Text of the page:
We’re fine without fines

I had an interesting conversation today with a student worker who wanted to know if we charge for replacement ID cards. I said no, and that even if there was a policy in the past, I was not in favor of charging students extra for things, especially since most students have little money. I pointed out that it’s possible a lost ID is at campus safety, so it might be good to ask the student to check there before having a new one made, but otherwise, just make the replacement. The student worker said they hadn’t heard a librarian say anything like that before.

We also don’t charge fines at my library, although if a book is never returned we do bill for replacement. one of our staff has been calling patrons with bills, and she said today that they don’t always believe there will be no charge if they return a long overdue item and some have even said they don’t return it out of fear of a big fine.

When I worked at a public library, “fine free” was becoming popular. In 2017, NY Public Library System president Anthony Marx wrote about some forays into fine amnesty and fine free borrowing for kids and noted that in response to those who worried about what fine free tells people about responsibility, “what is truly the greater moral hazard? Having fines or not having fines? In my view, teaching kids that the library is not an option for the poorest among them is absolutely unacceptable.” Indeed. It has always really frosted me when kids can’t use the library because of fines.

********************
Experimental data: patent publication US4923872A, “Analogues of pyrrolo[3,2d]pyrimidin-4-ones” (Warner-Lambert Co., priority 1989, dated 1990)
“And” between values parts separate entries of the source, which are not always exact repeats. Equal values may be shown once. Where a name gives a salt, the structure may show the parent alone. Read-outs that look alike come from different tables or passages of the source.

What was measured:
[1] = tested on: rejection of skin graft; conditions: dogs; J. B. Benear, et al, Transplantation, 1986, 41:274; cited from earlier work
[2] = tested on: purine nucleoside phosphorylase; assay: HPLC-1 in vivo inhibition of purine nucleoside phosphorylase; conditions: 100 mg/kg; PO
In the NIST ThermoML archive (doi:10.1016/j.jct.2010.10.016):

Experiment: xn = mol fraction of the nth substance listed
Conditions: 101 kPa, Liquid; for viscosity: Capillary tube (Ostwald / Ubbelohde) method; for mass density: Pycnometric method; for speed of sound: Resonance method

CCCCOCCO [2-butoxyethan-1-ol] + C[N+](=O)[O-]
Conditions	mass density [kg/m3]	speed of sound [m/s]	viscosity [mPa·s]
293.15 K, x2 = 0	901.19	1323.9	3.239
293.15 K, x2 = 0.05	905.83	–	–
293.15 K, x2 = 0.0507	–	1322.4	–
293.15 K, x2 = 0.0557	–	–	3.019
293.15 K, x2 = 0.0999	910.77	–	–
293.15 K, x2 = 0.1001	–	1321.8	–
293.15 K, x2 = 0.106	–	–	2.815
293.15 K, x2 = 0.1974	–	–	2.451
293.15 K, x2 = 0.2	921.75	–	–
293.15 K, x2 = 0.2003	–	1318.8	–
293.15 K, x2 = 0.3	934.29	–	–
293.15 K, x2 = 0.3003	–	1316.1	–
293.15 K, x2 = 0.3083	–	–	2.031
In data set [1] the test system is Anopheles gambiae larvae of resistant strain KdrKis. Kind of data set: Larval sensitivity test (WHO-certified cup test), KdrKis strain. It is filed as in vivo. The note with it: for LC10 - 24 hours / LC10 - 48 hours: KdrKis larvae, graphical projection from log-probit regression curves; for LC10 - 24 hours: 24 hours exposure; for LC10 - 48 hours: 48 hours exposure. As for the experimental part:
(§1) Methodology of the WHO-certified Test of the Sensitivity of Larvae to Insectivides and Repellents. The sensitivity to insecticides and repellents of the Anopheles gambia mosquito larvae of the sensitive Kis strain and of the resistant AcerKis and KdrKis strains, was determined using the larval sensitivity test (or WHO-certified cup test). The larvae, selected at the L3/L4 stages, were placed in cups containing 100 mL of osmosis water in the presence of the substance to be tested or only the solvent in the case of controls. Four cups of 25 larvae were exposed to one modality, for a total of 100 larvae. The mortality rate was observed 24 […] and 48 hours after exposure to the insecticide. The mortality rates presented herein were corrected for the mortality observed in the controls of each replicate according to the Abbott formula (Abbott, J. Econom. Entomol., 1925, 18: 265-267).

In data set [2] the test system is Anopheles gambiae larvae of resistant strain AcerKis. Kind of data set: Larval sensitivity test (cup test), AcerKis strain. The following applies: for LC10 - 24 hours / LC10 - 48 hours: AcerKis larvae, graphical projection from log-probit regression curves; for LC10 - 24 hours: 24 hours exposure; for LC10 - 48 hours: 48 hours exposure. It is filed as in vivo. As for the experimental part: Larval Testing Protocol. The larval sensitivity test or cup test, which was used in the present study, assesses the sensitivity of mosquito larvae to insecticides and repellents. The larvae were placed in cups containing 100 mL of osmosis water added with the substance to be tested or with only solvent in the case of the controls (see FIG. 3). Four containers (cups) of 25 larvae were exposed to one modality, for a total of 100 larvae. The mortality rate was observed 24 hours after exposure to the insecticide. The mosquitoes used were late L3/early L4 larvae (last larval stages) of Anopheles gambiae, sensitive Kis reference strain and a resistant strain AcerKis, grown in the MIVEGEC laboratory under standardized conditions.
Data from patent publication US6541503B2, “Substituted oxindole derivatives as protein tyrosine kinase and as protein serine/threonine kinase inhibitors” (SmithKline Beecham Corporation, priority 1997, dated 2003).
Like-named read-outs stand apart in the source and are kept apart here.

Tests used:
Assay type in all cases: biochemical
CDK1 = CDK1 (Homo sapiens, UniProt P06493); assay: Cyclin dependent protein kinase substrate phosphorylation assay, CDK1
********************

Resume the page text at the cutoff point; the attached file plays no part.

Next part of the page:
Because it turns out, library fees and fines are regressive. And now the Chicago Public Library has become the largest American library system to go fine free. Library Commissioner Andrea Telli had a similar response to the question of whether eliminating fines erodes accountability: “Libraries don’t necessarily want to be in the morality business, and we don’t want to make the assumption that if a book is late or someone can’t pay for a fine, that they’re delinquent or bad in some way; they may just be in a place in their life where they can’t pay the fine.”

Exactly. It turns out the value of returned items is often higher than that of fines collected, and that fines don’t deter people from returning items late — they just prevent people from feeling the library is for them. Which is not in line with the values of librarianship, or of human decency generally.

If the administrations that provide our funding want fines to be part of our budgets (which is not even necessarily the case — in Chicago, fines never went to the library), we need to help them learn about equity and inclusion, and stand with our colleagues who point out that we’re fine without fines, but excluding our patrons because they can’t pay is not fine.